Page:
Marks the first time in history economists ever cleared anything up.

“I make REALLY bad decisions.”

If the left knuckle has a tattoo reading “hate” and the right knuckle says “love”, then the forehead really should say “impulsive and reckless”.

People who have a visible tattoo are more likely to act in haste and to fail to think through the consequences of their actions, according to a study of more than 1,000 people.

The research was conducted because of an apparent paradox. Numerous studies have shown that employers and society at large discriminate against tattooed people. Yet the tattoo, once “largely reserved for criminals, sailors and circus freaks”, has undergone a rise in popularity that “constitutes one of the most significant cultural trends in the West”, the economists behind the research write.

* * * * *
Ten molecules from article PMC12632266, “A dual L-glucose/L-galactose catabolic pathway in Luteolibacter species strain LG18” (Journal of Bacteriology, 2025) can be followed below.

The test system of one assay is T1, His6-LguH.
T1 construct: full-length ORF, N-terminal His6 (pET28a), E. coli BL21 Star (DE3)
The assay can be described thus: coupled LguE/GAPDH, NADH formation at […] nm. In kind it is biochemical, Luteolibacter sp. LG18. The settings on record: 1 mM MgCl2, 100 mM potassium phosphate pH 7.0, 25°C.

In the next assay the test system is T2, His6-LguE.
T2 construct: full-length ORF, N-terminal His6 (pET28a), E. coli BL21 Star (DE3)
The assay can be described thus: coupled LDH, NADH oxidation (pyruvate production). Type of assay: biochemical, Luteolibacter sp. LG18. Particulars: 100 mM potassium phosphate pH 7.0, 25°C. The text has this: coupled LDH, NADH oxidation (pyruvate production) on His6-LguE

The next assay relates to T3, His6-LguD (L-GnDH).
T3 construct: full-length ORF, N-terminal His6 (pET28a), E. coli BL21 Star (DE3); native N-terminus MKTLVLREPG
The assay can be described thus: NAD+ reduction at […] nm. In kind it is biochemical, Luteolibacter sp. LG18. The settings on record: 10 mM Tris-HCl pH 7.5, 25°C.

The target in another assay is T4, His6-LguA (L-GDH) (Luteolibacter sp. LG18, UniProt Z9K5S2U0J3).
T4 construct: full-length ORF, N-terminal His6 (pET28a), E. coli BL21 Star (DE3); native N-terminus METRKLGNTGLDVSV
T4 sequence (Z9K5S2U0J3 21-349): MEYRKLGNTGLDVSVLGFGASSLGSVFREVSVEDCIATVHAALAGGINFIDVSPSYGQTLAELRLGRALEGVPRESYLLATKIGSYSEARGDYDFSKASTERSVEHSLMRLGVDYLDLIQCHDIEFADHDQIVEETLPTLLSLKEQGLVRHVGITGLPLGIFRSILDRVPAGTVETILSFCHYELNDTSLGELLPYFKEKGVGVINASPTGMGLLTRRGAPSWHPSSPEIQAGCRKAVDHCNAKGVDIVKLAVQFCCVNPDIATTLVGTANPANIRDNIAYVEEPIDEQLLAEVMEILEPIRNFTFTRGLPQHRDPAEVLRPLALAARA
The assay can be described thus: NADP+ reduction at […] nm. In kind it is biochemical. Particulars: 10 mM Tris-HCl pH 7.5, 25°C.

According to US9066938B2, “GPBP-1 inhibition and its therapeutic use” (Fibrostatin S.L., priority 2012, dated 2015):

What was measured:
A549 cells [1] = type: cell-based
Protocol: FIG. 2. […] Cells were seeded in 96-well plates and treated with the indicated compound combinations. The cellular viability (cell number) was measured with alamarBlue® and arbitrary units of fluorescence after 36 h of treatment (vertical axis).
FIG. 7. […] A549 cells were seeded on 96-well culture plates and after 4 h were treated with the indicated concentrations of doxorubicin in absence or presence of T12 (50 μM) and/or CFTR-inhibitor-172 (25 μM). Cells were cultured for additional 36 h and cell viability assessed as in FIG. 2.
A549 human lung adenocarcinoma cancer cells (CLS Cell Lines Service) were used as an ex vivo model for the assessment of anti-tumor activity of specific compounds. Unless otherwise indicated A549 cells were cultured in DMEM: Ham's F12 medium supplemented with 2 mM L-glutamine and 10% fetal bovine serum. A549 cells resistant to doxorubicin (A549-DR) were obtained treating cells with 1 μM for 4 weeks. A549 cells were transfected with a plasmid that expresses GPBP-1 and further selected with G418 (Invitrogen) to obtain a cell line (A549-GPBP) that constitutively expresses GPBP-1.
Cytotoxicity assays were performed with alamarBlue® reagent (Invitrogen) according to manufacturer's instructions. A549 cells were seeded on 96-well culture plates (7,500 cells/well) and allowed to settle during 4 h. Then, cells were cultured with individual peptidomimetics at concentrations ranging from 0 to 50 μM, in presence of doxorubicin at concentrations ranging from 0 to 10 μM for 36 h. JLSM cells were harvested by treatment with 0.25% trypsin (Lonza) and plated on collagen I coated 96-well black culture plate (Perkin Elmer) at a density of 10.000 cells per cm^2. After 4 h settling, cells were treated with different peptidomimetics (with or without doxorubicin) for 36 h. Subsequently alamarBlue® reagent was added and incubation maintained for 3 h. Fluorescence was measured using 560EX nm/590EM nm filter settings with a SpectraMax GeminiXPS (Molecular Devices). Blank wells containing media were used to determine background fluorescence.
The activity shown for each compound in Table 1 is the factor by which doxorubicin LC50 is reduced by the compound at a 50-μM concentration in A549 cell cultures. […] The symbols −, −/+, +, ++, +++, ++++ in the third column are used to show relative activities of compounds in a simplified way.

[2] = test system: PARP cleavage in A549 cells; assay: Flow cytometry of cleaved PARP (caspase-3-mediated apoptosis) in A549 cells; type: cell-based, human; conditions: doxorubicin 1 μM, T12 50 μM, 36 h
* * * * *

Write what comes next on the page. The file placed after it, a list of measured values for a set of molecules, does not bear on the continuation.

So, the gist of it is, that getting yourself inked is growing in popularity, notwithstanding the solid evidence that employers and the public in general discriminate against those people who have them.  The same economists have suggested setting up housing communities for people with tattoos.  It would also be open to other individual who ignore overwhelming data and engage in behaviors against their own self-interest.  They want to call the community an Insane Asylum.  Apparently the first such community is filling up faster than a retirement home in Florida.

One tattoo recipient expressed regret, however.  “About 15 years ago, I got a pretty little butterfly inked on my lower back.  Now it just looks like an angry Pterodactyl.  But I’m thinking about another inking on the back of my hand.  That will be so cool.”